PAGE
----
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I'm currently trying to merge two very large (11 million rows) tables, and my query has been running for over two days with no end in sight.

My basic query is:

UPDATE us_demand
SET ...
FROM us_demand_addtl AS sub
WHERE us_demand.geoid10=sub.geoid10;

The tables each have a spatial column that is indexed (but not one of the updated columns), and geoid10 is NOT indexed in either table.

Machine Specs:

2x 7200RPM 1tb Drives in Raid

Intel i74790k - 4.00ghz quad core

32gb of RAM

Analyze Result: enter image description here

I have two questions. Why is this operation so slow, and what can I do to speed it up?

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    Give us the DDL of both tables - (CREATE TABLE blah....) and also, what is the spec of the machine that you're using? RAM, CPU, HDD config (RAID &c). It is difficult to even guess at performance issues without these basics. – Vérace Jul 16 '16 at 17:33
  • I've updated with the machine specs. The DDL on the tables are enormous, there are ~350 columns in the first table, and about 80 in the second table. Is there a particular point of interest that would help? – Grant H. Jul 16 '16 at 18:06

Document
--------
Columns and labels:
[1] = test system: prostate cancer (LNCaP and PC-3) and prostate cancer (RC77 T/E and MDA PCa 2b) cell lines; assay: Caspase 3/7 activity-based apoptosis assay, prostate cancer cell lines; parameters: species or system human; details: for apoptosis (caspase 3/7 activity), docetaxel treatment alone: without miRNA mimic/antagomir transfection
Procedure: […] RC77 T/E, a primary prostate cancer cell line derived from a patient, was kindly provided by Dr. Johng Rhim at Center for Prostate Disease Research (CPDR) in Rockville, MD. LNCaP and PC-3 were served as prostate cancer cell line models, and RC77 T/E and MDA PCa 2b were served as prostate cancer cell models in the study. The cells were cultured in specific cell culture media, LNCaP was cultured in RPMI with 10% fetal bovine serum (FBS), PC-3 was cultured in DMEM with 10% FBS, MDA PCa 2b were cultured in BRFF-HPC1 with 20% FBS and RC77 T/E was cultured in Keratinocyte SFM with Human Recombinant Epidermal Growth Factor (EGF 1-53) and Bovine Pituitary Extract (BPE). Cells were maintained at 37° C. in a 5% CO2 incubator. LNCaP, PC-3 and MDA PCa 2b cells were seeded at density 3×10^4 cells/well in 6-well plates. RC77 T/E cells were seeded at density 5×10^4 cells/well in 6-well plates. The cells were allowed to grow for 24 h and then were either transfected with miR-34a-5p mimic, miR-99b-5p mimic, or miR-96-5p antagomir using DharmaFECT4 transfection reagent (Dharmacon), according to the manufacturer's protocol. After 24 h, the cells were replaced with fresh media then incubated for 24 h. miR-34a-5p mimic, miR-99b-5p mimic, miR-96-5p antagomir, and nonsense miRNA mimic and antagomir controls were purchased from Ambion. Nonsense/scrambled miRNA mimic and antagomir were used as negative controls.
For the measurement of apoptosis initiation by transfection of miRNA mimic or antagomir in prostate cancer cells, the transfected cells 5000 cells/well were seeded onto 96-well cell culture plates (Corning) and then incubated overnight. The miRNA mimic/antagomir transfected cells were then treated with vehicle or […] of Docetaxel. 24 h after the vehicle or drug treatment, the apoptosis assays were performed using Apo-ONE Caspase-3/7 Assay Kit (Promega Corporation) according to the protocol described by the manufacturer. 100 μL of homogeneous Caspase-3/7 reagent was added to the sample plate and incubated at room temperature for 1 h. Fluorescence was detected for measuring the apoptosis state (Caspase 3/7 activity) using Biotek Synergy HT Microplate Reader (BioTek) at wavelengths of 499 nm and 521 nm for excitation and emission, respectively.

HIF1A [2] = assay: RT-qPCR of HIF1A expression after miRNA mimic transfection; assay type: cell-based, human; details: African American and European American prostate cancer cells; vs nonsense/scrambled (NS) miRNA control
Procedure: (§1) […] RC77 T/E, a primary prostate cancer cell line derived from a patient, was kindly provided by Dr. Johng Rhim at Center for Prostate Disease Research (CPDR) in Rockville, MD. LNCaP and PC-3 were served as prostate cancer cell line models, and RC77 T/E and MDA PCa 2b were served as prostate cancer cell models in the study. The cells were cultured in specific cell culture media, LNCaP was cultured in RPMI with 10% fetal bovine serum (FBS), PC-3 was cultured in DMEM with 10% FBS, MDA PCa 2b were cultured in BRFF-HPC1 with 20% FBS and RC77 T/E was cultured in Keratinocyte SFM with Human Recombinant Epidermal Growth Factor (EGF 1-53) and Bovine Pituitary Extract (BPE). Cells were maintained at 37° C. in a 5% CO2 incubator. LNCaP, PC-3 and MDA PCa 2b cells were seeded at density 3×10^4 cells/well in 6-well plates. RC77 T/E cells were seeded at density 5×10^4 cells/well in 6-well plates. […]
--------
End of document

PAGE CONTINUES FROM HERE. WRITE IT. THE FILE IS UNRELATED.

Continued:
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    I'm attempting to merge about 70 of the columns from the 80 column table into the first table. I guess my primary question is whether or not I should have an index on the geoid10 columns of each table. – Grant H. Jul 16 '16 at 18:07
  • Please read wiki.postgresql.org/wiki/Slow_Query_Questions and show the result of EXPLAIN. – Daniel Vérité Jul 16 '16 at 18:12
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    @GrantH. Index geoid10 on at least the source table. – BillThor Jul 17 '16 at 13:51
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I would index geoid10 on both tables. If you can commit partial results, commit every 1000 to 10,000 updates. You should be able to do the updates in a stored procedure. This may reduce the overhead for lock contention.

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Were you IO bound? If so, then what is probably happening is that the Hash Join is producing rows to be updated in whatever order it happens to find them in (i.e. the order of the bit-masked hashes of the geoid10 values). It then sends the ctid (row pointer) and the new data to the UPDATE node. The UPDATE node is jumping all over the place updating rows in the order it is instructed to, leading to poor IO behavior.

If PostgreSQL were smarter, it would sort the output of the Hash Join into ctid order before passing them on to the UPDATE node. This would lead to more sequential IO in the UPDATE node.

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